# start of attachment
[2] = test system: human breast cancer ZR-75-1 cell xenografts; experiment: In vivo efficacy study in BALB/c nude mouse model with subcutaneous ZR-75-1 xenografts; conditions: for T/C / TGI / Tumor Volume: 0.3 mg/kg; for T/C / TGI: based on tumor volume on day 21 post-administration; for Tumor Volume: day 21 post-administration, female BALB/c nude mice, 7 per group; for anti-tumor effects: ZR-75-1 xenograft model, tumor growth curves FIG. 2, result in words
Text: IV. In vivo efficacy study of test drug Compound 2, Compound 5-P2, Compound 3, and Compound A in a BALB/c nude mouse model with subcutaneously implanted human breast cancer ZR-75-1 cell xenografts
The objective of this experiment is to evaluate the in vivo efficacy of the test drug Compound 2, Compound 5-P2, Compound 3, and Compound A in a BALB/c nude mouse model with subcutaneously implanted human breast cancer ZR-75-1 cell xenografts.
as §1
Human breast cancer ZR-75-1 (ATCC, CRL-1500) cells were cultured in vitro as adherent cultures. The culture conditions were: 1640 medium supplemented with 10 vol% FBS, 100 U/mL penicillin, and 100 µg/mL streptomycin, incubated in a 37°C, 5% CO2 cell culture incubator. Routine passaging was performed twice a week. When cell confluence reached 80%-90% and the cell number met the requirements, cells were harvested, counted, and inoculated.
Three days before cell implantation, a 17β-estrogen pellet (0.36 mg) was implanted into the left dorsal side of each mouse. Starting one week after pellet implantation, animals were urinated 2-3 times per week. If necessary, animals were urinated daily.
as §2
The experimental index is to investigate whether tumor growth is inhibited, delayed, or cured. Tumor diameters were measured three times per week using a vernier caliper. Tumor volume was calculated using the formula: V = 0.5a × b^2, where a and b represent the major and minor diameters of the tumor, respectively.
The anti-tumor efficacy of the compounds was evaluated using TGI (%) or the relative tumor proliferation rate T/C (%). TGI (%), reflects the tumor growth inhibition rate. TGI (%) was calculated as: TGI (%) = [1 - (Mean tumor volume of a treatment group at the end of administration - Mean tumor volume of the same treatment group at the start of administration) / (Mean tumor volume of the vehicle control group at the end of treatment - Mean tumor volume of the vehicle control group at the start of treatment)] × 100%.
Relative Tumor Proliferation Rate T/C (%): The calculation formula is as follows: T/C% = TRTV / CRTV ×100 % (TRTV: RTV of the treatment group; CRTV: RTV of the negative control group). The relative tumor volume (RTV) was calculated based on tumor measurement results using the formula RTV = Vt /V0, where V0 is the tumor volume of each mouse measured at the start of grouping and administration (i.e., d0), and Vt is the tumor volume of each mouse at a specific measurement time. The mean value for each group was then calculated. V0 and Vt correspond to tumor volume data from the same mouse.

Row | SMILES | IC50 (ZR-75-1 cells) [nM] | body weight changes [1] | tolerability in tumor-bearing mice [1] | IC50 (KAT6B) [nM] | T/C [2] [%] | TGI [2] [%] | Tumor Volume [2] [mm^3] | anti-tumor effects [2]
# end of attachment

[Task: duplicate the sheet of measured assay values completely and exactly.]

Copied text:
[2] = test system: human breast cancer ZR-75-1 cell xenografts; experiment: In vivo efficacy study in BALB/c nude mouse model with subcutaneous ZR-75-1 xenografts; conditions: for T/C / TGI / Tumor Volume: 0.3 mg/kg; for T/C / TGI: based on tumor volume on day 21 post-administration; for Tumor Volume: day 21 post-administration, female BALB/c nude mice, 7 per group; for anti-tumor effects: ZR-75-1 xenograft model, tumor growth curves FIG. 2, result in words
Text: IV. In vivo efficacy study of test drug Compound 2, Compound 5-P2, Compound 3, and Compound A in a BALB/c nude mouse model with subcutaneously implanted human breast cancer ZR-75-1 cell xenografts
The objective of this experiment is to evaluate the in vivo efficacy of the test drug Compound 2, Compound 5-P2, Compound 3, and Compound A in a BALB/c nude mouse model with subcutaneously implanted human breast cancer ZR-75-1 cell xenografts.
as §1
Human breast cancer ZR-75-1 (ATCC, CRL-1500) cells were cultured in vitro as adherent cultures. The culture conditions were: 1640 medium supplemented with 10 vol% FBS, 100 U/mL penicillin, and 100 µg/mL streptomycin, incubated in a 37°C, 5% CO2 cell culture incubator. Routine passaging was performed twice a week. When cell confluence reached 80%-90% and the cell number met the requirements, cells were harvested, counted, and inoculated.
Three days before cell implantation, a 17β-estrogen pellet (0.36 mg) was implanted into the left dorsal side of each mouse. Starting one week after pellet implantation, animals were urinated 2-3 times per week. If necessary, animals were urinated daily.
as §2
The experimental index is to investigate whether tumor growth is inhibited, delayed, or cured. Tumor diameters were measured three times per week using a vernier caliper. Tumor volume was calculated using the formula: V = 0.5a × b^2, where a and b represent the major and minor diameters of the tumor, respectively.
The anti-tumor efficacy of the compounds was evaluated using TGI (%) or the relative tumor proliferation rate T/C (%). TGI (%), reflects the tumor growth inhibition rate. TGI (%) was calculated as: TGI (%) = [1 - (Mean tumor volume of a treatment group at the end of administration - Mean tumor volume of the same treatment group at the start of administration) / (Mean tumor volume of the vehicle control group at the end of treatment - Mean tumor volume of the vehicle control group at the start of treatment)] × 100%.
Relative Tumor Proliferation Rate T/C (%): The calculation formula is as follows: T/C% = TRTV / CRTV ×100 % (TRTV: RTV of the treatment group; CRTV: RTV of the negative control group). The relative tumor volume (RTV) was calculated based on tumor measurement results using the formula RTV = Vt /V0, where V0 is the tumor volume of each mouse measured at the start of grouping and administration (i.e., d0), and Vt is the tumor volume of each mouse at a specific measurement time. The mean value for each group was then calculated. V0 and Vt correspond to tumor volume data from the same mouse.

Row | SMILES | IC50 (ZR-75-1 cells) [nM] | body weight changes [1] | tolerability in tumor-bearing mice [1] | IC50 (KAT6B) [nM] | T/C [2] [%] | TGI [2] [%] | Tumor Volume [2] [mm^3] | anti-tumor effects [2]